The Texas House adjourned a special legislative session yesterday without passing a bill that would have limited transgender people's access to bathrooms in schools and public buildings. The measure, until it died, had the support of Republican Governor Greg Abbott and the Senate, but business leaders and civil rights groups opposed it, arguing it would "advance bigotry" and have negative effects on the state economy.
Following a vote by the Charlotte City Council, the North Carolina legislature has agreed to repeal HB2, the Public Facilities Privacy and Security Act, which overturned local gay and transgender protections in a special one-day session that cost taxpayers approximately $42,000. North Carolina Governor Pat McCrory signed HB2 into law mere hours after its introduction in March. The bill was a direct response to a prior nondiscrimination ordinance in the city of Charlotte, which had offered a wide range of protections. Most notably, the Charlotte ordinance allowed citizens to use the restroom that best matches their gender identity. State lawmakers acted ostensibly out of concern that women and children could be victimized by sexual predators posing as transgender to enter women’s restrooms. Lambda Legal are saying they traded a repeal of protections for the repeal of HB2, which leaves LGBTs vulnerable.
UPDATE AS OF 4 PM EST: It's official: North Carolina GOP Gov. Pat McCrory has signed legislation stripping power from the governor's office before his successor, Democrat Roy Cooper, takes office next year.
North Carolina Republicans who control the General Assembly called a surprise special session to present bills designed to strip power from the newly progressive governor and state Supreme Court amid heated ideological battles in the state.
In March of this year, North Carolina enacted HB2, known colloquially as the “bathroom law.” The anti-LGBTQ law revokes municipal LGBTQ nondiscrimination ordinances and prevents transgendered people from using certain bathrooms.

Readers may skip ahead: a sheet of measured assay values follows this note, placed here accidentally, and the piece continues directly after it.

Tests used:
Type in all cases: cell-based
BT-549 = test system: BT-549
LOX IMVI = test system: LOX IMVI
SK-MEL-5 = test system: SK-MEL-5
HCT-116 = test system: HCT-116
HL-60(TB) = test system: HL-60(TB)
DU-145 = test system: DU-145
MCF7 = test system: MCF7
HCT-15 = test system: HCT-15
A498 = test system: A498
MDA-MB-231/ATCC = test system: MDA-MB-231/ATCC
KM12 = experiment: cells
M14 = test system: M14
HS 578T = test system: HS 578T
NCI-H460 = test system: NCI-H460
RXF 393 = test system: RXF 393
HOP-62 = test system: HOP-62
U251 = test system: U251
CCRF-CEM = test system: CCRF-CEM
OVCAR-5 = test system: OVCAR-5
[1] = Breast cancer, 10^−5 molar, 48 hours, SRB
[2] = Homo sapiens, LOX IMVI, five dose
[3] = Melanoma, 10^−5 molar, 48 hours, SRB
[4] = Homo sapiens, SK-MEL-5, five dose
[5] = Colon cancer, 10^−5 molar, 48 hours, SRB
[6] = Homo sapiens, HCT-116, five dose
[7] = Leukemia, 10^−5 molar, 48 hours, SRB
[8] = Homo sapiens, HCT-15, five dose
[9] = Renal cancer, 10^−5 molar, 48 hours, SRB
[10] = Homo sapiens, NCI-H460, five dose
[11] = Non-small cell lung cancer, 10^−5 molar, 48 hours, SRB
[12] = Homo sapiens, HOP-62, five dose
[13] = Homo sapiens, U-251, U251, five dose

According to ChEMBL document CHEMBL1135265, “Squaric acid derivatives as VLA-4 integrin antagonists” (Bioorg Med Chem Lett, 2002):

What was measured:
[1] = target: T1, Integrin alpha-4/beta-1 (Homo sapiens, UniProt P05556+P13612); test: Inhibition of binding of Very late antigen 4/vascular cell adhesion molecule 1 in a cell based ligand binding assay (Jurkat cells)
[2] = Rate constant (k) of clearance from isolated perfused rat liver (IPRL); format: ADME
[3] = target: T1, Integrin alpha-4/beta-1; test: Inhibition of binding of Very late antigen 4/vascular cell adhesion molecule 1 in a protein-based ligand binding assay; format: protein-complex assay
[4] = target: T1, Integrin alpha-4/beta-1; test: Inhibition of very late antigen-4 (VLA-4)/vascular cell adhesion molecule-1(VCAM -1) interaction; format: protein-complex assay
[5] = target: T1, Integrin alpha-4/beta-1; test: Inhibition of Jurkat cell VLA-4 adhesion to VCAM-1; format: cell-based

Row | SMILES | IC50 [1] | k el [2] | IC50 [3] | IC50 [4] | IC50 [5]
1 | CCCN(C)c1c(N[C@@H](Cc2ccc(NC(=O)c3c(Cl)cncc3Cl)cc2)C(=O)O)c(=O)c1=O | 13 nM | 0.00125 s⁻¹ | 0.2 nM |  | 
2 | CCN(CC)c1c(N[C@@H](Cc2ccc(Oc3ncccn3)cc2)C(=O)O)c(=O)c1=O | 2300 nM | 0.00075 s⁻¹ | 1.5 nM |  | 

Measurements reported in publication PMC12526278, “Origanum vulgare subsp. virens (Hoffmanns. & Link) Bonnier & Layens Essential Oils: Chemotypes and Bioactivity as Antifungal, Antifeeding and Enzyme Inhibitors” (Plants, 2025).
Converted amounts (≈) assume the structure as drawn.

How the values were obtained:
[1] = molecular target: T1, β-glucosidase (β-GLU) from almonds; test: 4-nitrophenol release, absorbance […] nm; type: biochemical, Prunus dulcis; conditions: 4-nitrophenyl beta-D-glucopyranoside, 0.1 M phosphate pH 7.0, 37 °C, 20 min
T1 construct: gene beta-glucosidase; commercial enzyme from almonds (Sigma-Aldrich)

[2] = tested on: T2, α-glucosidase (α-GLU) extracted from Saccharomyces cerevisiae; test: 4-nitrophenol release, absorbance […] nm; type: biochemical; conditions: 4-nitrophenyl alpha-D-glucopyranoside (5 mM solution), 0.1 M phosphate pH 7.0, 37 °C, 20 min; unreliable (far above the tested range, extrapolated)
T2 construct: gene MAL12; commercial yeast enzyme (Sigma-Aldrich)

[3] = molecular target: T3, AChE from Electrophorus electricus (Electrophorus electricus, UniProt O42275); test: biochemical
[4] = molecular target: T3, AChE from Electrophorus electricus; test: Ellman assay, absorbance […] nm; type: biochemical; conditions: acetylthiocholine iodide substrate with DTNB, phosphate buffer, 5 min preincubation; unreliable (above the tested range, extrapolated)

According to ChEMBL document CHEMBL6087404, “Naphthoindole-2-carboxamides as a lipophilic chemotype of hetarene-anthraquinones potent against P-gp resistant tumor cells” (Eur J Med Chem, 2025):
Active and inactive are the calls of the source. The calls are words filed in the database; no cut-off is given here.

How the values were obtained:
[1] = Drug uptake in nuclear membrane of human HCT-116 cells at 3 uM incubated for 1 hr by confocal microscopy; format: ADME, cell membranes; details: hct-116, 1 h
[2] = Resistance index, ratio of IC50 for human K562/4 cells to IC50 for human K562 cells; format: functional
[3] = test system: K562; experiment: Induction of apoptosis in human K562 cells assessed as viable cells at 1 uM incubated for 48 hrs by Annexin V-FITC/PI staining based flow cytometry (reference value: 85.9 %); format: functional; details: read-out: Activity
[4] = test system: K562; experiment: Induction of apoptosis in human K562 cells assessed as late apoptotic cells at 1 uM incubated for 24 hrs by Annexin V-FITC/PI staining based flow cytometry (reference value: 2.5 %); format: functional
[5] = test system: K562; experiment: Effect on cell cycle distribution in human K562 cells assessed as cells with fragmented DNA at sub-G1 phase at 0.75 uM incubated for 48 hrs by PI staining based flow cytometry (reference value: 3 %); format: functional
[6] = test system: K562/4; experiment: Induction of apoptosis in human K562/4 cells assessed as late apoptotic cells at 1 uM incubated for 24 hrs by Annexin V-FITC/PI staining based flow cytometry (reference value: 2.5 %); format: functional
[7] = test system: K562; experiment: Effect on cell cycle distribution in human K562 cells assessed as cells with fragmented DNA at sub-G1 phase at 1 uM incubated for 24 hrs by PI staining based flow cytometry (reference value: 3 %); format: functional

A federal judge in Texas has blocked the Obama administration’s directive to U.S. public school districts to allow transgender students to use facilities matching their gender identity. U.S. District Judge Reed O’Connor of Fort Worth issued a nationwide preliminary injunction on the ground that federal officials did not follow proper procedures in creating the directive. The federal education law, Title IX, he ruled, "is not ambiguous" about sex being defined as "the biological and anatomical differences between male and female students as determined at their birth." Judge O’Connor sided with Republican state leaders who argued that the federal government should have allowed schools to weigh in on the directive before it was announced in May.
Big-box retailer Target garnered praise from the LGBT community in April after it pledged not to bar transgender individuals from using the restroom which corresponds with their chosen gender identity. Now, in a move which seems designed to calm critics who've boycotted the company, it announced it would spend $20 million to install a private bathroom in each of its stores. Most Target locations already have single-stall bathrooms, but the company will add the option to 277 stores by November and about 20 other stores by March 2017. Katie Boylan, a Target spokeswoman, confirmed that Target would continue to welcome transgender customers to use the bathroom they choose.